Never have I been able to understand or formulate a good bonus scheme.The more I have looked at the problem, the more convinced I become that they are simply not an efficient means of rewarding an employee or encouraging them to greater effort.supporting a hypothesisWhenever I talk to people operating a bonus scheme, it does not fill me with confidence that they are satisfied with their system. It’s as if they are trying to support a hypothesis, rather than find evidence against it.Bonus schemes, as used by big business and government agencies, are virtually always an out-and-out swindle – just a hidden way to give the recipients a sly pay increase, which they do not deserve.In our real world, let us at least be honest with each other; often we lose sales without any real errors on our part and due, perhaps, to reasons beyond our control – such as non-stop rain, the moving of a bus stop or useless double lines that stop our custo-mers parking and popping into our shops for a quick snack.Whenever this happens to us, we start looking for our own failings, as indeed we should, but often it is out of our control. So the potential recipient of the bonus loses out and becomes disgruntled.EPHEMERAL INCREASETwo years ago, I wrote that our retail stores were increasing between 10% and 30%, for no reason we were aware of. I said it would not last and it did not, as we ended up with about a 10-12% increase by the end of the year.Now, if we had had a bonus system in place, we would have paid out for nothing, and that’s my problem: how do we decide whether the extra profit is due to an individual’s performance or, as is more common, a team effort – plus at times for no reason or credit to ourselves. It just happens.Perhaps I could paraphrase John Kennedy and say to our staff: “Think not what your company can do for you, but what you can do for your company.”BASIS FOR THE BONUSIf you award bonuses based on increased turnover or profitability – say inflation is 10% and sales increase by 10% – who deserves the reward? And of course, it’s easy to inflate sales at the expense of profits.So the answer must be profit? No, go easy, the company may have negotiated a reduction on electricity, the telephone, gas or just plain property tax charges, without any intervention of the bonus recipient. Or the company might have lashed out a great deal of money on new fuel efficiency equipment. In my case, that would be my money and decision, not a manager’s decision.So after all this chat, we appear to be where we started, with no clear answer.Maybe the problem is insoluble – a bit like trying to convince my wife, Barbara, that, when I give her a new cheque book, it is not like a good book, which she cannot put down until she has finished it. n
Fun Home Gabriella Pizzolo is set to officially begin performances as Small Alison in Fun Home on October 6. She steps in for Tony nominee Sydney Lucas, who she had previously understudied, in the Tony-winning musical. The production is playing at Broadway’s Circle in the Square.Based on the graphic novel by Alison Bechdel, Fun Home charts a girl’s quest to come to terms with her father’s unexpected death. As she moves between past and present, Alison dives into the story of her volatile, brilliant father and relives her unique childhood at her family’s funeral home.The cast of Jeanine Tesori and Lisa Kron’s tuner also includes Michael Cerveris, Judy Kuhn, Beth Malone, Emily Skeggs, Roberta Colindrez, Zell Morrow, Joel Perez and Oscar Williams. View Comments Related Shows Show Closed This production ended its run on Sept. 10, 2016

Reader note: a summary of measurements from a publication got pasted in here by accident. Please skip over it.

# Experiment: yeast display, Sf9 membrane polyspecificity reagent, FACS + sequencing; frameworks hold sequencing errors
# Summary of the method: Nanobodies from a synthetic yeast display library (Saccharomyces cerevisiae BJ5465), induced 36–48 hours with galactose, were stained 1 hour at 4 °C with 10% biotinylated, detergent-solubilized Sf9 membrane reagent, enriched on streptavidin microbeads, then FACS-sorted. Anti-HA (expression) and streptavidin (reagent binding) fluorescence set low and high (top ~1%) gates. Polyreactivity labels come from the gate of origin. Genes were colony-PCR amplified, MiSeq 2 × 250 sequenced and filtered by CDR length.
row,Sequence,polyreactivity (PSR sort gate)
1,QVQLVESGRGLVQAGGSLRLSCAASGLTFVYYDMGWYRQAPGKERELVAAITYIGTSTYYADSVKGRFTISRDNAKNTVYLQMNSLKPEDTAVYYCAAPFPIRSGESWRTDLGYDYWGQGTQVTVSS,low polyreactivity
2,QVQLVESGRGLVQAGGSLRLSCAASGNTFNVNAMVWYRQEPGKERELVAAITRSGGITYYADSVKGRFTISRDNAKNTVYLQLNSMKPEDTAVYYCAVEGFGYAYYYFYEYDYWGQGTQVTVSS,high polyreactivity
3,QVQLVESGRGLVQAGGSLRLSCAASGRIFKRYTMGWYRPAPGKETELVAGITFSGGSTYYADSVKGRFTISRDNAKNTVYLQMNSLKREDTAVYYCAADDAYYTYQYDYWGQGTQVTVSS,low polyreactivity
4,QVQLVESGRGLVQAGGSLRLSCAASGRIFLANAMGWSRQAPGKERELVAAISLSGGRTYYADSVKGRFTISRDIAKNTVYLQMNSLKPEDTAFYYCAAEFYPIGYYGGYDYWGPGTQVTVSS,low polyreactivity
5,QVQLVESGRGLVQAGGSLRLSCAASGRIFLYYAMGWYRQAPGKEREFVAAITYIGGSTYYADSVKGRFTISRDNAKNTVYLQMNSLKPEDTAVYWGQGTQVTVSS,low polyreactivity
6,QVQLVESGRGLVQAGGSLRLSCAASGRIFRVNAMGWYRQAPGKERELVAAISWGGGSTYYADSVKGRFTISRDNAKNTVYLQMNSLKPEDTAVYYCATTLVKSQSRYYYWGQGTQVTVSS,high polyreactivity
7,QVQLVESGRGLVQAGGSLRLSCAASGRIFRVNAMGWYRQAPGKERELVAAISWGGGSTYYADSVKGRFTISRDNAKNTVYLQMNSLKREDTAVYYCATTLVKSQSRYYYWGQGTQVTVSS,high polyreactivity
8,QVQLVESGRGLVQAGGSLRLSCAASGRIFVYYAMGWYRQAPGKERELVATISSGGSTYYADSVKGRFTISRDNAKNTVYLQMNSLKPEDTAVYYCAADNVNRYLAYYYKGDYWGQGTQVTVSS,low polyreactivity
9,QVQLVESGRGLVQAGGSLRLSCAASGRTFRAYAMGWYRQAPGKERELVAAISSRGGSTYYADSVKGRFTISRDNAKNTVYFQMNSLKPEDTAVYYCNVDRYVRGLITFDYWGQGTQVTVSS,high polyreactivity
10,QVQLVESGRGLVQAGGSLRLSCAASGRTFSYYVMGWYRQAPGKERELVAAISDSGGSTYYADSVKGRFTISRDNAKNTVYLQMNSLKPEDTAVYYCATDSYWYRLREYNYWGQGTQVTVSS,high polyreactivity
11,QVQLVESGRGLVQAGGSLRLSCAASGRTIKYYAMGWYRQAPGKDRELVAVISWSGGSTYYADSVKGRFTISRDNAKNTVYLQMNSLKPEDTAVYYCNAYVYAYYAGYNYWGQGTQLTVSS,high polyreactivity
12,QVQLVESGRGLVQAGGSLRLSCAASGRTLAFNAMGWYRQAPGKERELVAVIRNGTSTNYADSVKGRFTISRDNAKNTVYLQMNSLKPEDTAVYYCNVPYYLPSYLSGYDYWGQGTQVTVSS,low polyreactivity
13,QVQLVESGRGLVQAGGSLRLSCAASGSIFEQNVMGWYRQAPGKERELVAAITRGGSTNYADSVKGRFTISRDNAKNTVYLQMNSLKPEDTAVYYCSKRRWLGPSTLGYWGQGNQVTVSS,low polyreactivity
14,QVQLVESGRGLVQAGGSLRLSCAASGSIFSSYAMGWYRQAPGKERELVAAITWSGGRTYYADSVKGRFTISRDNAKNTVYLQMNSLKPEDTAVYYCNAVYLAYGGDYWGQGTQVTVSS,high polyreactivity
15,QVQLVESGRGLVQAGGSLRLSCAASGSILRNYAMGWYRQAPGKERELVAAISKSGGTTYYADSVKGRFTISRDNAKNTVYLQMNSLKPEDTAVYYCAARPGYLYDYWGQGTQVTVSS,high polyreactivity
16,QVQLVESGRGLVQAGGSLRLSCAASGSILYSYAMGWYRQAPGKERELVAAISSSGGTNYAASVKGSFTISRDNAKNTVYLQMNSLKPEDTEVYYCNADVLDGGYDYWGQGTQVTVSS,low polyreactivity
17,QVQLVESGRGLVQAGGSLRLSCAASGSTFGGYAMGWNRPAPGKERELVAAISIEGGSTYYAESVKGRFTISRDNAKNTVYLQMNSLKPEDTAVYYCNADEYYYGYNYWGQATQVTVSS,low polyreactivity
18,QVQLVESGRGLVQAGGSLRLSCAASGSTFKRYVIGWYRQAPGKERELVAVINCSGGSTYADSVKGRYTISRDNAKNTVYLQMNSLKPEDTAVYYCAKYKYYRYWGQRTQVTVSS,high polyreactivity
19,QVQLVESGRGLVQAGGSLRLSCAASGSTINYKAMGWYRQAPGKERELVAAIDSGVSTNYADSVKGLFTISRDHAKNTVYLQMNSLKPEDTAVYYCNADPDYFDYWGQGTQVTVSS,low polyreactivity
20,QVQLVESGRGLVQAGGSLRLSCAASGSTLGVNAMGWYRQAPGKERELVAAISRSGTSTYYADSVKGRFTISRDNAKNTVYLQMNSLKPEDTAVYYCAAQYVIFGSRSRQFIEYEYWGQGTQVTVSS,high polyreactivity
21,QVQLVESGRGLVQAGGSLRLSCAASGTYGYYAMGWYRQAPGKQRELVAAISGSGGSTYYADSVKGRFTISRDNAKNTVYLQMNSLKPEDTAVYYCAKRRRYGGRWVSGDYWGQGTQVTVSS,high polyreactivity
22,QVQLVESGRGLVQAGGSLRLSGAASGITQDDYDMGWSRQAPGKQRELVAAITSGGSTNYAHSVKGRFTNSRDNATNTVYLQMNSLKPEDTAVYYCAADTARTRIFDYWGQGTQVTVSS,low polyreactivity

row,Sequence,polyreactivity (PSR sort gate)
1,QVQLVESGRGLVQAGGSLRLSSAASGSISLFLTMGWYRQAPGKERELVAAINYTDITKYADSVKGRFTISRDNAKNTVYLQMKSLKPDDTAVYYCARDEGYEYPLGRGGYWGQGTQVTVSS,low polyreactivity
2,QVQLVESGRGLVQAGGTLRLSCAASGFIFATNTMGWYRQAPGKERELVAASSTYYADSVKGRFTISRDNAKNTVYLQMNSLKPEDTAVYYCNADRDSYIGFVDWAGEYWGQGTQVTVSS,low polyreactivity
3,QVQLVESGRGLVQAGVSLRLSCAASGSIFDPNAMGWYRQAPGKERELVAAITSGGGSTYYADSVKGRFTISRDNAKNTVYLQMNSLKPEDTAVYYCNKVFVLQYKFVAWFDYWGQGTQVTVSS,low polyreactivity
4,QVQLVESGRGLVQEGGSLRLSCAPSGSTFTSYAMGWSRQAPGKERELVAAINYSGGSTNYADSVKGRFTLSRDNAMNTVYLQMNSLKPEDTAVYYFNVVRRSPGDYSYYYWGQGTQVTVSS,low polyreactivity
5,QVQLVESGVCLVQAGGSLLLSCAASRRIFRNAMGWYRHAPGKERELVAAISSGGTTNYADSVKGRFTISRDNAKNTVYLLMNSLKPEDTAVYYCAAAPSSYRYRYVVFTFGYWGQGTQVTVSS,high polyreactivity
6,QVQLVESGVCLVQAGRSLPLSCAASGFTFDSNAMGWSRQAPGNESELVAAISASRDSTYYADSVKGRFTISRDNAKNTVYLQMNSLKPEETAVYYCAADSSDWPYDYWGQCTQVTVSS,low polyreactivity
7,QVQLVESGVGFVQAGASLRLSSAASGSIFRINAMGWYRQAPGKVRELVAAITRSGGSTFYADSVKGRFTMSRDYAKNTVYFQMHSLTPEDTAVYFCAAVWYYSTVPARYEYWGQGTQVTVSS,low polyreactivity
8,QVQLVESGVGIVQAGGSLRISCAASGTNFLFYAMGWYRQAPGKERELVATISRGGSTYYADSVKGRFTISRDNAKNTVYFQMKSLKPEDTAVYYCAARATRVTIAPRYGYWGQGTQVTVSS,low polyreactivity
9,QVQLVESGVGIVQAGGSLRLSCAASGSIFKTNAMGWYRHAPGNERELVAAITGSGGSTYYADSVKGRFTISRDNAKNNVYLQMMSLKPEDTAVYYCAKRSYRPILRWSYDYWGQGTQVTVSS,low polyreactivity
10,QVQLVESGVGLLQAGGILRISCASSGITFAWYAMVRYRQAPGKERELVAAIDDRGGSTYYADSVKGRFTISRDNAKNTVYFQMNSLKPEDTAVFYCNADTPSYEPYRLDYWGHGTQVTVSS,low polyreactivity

Press Association Yorke told 888sport.com: “The legacy that Sir Alex has left behind after 26 years has meant we’re used to seeing a certain type of football so you can understand the reaction of certain individuals who have played for the club for a very long time who are entitled to their opinion. “Whether Van Gaal agrees with that is another story. “I can see why people are voicing their opinion because it’s not how United go about their business and it’s been very hard at times for people to bear. “You’ve got to take certain risks. It’s all well and good having a game plan where you grind teams down and have the ball so much but the game is about excitement and taking chances. “Nobody wants to see that type of football because at the end of the day we’re in the entertainment business. United in the past have been all about being exciting. “Right now is not what we’re looking for and it will take a little while to come back. “There is a transitional period we’re going through but we’ll be okay. The reality is that the excitement will come back to United whether it’s under Van Gaal or somebody else.” United are currently fourth in the Barclays Premier League table. Their two top-flight games prior to Saturday’s 2-0 home win over West Brom were both goalless draws. United were recently accused of a “lack of creativity and risk” by ex-United midfielder Paul Scholes, who suggested he would not enjoy being a part of the current side. Van Gaal responded by stressing he disagreed with and was unconcerned by Scholes’ comments, but now criticism has come his way from another member of Sir Alex Ferguson’s treble-winning side of 1999. Former Manchester United striker Dwight Yorke has criticised the football the club have been playing under manager Louis van Gaal.